two dishwaswhers

Custom spec sheets can be made for use when the project goes out for bid making it easier for consultants and owners to hold specs. Those sheets can be set up in advance so when you need them, it is a matter of dragging and dropping what you want in them.

type catalog

Prior Approval Requests for Bid Jobs/Holding your own Specs
Most consultants & architects have a procedure for approving alternates. What better and faster way than to put specified, including “pick 3” and your products into a project side by side, schedule them, dimension them, prove that they will or won’t work with surrounding products. Then, using a third party add-in, print off the spec sheets which will automatically be pulled, and numbered for you. Not only is it a spot check to make sure your products will work in the job, have comparable utilities, rather than pour over spec sheets, it makes it easy for a consultant to review because the essentials are right in front of him. Just doing the exercise yourself can keep you from submitting your products when they won’t work. Many consultants cannot charge to review alternates so the faster you can make the process for them, the better.

competitive comparison
Also helpful, put the ‘pick 3’s’ side by side. Dealers need to understand that often, pre-approved products are by brand and they are still expected to meet/exceed the written specs.

Competitive Comparisons and Choices
Most reps want them if for no other reason than to learn, but often, an end user will expect to know differences among products and brands. What a better way to start is via a Revit drawing showing these products side by side. You can even show the SAME product but configured in a number of ways. Before/after scenarios are also easily done using Revit.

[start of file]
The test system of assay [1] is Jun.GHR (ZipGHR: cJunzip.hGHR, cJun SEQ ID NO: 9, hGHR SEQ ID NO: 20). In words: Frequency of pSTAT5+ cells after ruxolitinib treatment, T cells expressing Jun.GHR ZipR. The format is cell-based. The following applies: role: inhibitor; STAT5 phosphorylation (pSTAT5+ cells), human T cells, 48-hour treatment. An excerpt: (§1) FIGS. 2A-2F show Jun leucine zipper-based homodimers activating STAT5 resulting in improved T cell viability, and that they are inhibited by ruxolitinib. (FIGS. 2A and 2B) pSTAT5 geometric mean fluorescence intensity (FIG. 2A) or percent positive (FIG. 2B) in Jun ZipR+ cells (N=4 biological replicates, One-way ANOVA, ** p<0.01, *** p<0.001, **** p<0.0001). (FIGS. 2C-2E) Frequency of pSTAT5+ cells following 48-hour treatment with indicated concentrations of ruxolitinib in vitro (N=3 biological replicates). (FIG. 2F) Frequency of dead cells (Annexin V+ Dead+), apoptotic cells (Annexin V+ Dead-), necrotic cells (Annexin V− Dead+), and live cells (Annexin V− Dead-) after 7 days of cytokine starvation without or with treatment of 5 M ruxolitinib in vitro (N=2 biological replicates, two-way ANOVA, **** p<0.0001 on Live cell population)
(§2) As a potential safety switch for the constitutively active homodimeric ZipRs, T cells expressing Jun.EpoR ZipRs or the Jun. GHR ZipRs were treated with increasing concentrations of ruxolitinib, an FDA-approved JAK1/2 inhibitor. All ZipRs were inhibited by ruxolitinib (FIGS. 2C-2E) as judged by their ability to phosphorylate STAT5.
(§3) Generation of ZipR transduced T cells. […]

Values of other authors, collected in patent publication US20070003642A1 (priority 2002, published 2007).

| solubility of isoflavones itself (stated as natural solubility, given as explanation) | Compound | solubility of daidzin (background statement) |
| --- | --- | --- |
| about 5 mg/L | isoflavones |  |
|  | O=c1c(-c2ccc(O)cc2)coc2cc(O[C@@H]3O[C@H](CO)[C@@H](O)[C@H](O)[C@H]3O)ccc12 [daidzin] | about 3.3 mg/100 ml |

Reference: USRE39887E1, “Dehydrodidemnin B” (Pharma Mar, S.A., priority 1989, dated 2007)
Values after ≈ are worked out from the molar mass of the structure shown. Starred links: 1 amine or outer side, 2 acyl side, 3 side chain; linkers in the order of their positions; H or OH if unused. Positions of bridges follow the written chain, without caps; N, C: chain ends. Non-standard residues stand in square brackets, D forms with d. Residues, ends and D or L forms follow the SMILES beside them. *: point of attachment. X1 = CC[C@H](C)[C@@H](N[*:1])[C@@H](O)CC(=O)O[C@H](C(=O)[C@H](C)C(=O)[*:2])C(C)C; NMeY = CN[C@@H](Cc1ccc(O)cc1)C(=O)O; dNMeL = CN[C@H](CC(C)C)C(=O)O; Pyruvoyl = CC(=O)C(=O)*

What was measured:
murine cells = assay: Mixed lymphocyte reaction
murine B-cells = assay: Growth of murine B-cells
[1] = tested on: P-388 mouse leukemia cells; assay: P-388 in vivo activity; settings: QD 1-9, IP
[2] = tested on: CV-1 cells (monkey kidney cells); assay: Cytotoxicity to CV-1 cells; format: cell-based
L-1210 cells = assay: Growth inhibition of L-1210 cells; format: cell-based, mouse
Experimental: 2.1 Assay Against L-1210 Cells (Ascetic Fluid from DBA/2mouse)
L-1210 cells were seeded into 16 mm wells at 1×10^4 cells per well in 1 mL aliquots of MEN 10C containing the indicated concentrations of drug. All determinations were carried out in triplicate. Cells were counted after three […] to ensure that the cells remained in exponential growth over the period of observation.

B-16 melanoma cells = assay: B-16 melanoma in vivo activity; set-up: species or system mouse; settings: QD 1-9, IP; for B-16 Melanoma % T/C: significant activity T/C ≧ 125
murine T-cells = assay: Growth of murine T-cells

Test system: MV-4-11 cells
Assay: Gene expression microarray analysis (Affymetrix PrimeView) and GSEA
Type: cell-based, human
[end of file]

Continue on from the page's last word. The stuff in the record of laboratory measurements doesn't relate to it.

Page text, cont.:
Update, Enhance Existing Content
• Older content might not schedule or may not have been constructed properly. Revit is also case & space-sensitive. As a result, duplicate elements can show up.
• You’ve added/discontinued or changed products.
• FCSI/NAFEM Revit Task Force has designed a material library & you need to incorporate it.

bunn render


• Older content can “break” in newer versions of Revit. (This happens when Revit attempts to upgrade the Revit file, and that file was built using criteria not contained in later versions.) When content breaks, it cannot enter the project, so a designer has to drop everything and call the rep or factory.

face based

• New foodservice-friendly features including a universal materials library and the ability to “cut with void” which means a drop-in or control panel will ‘cut’ the counter as it enters the project.

cut with void side by side


• Add missing information. Commonly missing: refrigerant charge, filtered water parameters/temperatures, drain water discharge temperatures, clearances.
• Add color and material CHOICES.

Combi compare
• Check out Steven Shell’s AU presentation for more tips on using GREAT content!
Next Up: Preventing Design/Installation Disasters; Using Revit content for sales/marketing tools; The ‘Art’ of the Competitive Comparison